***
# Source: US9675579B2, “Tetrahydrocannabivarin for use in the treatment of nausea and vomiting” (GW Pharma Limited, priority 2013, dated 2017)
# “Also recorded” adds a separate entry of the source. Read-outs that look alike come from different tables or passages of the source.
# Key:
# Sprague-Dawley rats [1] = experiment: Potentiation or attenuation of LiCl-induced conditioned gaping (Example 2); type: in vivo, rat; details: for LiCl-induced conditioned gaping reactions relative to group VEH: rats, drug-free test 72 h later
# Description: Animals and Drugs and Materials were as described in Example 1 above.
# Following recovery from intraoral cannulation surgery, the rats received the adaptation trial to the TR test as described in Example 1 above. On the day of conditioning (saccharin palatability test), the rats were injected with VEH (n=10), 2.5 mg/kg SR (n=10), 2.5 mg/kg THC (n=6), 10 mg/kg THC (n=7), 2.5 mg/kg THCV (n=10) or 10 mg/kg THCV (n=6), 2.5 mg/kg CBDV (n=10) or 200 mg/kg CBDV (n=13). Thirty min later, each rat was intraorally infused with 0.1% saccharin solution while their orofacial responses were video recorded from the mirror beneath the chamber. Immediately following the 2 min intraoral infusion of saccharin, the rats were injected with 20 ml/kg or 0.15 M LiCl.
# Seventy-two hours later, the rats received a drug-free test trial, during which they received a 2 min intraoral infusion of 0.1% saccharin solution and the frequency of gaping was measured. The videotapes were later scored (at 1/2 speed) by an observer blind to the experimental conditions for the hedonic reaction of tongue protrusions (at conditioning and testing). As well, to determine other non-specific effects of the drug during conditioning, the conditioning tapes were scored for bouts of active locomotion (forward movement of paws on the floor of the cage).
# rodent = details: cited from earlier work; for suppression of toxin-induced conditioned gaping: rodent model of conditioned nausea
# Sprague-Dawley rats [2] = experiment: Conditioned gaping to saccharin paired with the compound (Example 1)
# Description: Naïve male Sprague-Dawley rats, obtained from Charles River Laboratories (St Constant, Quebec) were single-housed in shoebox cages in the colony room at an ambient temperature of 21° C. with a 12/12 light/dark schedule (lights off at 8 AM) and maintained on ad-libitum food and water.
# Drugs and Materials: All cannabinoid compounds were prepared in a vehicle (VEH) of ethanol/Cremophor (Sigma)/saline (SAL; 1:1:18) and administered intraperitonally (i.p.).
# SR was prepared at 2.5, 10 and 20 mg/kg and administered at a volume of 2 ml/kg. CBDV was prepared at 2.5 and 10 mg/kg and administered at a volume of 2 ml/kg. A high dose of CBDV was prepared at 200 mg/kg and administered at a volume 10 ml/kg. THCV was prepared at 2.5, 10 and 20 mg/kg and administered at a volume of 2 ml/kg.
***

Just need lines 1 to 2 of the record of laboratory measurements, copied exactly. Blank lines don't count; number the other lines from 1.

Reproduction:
# Source: US9675579B2, “Tetrahydrocannabivarin for use in the treatment of nausea and vomiting” (GW Pharma Limited, priority 2013, dated 2017)
# “Also recorded” adds a separate entry of the source. Read-outs that look alike come from different tables or passages of the source.